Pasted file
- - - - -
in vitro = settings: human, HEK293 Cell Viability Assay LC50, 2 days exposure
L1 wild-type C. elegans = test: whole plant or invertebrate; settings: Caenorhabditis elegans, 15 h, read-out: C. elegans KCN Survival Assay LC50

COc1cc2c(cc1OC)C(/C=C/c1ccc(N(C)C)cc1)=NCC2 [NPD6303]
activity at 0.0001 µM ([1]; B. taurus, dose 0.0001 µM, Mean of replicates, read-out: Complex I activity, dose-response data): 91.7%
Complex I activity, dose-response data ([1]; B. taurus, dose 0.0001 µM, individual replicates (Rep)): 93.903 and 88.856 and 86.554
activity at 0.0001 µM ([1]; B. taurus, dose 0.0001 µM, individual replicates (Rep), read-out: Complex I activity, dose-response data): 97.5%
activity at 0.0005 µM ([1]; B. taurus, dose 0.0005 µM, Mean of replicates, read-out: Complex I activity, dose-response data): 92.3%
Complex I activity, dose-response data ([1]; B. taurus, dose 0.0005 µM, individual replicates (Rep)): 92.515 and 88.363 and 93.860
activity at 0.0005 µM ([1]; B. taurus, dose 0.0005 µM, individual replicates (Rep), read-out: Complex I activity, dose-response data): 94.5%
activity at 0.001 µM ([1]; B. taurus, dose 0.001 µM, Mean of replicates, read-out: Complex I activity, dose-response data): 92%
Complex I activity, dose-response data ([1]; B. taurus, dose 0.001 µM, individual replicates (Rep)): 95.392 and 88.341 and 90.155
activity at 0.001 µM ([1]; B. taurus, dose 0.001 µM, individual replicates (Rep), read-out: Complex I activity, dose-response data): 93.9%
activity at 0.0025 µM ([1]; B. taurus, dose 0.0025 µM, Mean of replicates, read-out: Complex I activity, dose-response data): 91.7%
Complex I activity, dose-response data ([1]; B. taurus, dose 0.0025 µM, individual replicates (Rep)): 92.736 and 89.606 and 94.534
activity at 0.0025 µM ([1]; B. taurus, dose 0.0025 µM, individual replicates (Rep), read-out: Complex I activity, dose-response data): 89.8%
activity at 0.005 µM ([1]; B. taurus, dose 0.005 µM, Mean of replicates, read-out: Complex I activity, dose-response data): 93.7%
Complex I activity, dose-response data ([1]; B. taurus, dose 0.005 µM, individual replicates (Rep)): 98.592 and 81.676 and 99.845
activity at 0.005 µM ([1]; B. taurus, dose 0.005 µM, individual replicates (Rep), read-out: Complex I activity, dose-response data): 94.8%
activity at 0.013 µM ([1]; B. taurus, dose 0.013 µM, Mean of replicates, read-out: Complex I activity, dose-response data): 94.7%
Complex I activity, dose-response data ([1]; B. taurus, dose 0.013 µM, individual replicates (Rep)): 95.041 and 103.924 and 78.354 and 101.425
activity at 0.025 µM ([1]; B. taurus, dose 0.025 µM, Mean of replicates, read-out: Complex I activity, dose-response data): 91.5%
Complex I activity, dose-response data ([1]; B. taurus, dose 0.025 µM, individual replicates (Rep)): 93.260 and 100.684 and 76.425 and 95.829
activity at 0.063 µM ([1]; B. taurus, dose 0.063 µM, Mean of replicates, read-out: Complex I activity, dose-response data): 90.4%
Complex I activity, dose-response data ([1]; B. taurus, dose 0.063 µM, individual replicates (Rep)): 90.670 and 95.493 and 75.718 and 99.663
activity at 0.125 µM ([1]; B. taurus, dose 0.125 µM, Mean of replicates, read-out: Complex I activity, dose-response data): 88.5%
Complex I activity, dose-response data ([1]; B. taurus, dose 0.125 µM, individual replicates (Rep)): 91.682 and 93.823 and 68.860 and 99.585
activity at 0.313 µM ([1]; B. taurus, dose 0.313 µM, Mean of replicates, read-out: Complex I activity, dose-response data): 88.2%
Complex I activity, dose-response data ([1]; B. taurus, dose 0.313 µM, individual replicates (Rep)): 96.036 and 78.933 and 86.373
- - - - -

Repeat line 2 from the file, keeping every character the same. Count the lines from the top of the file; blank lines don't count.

L1 wild-type C. elegans = test: whole plant or invertebrate; settings: Caenorhabditis elegans, 15 h, read-out: C. elegans KCN Survival Assay LC50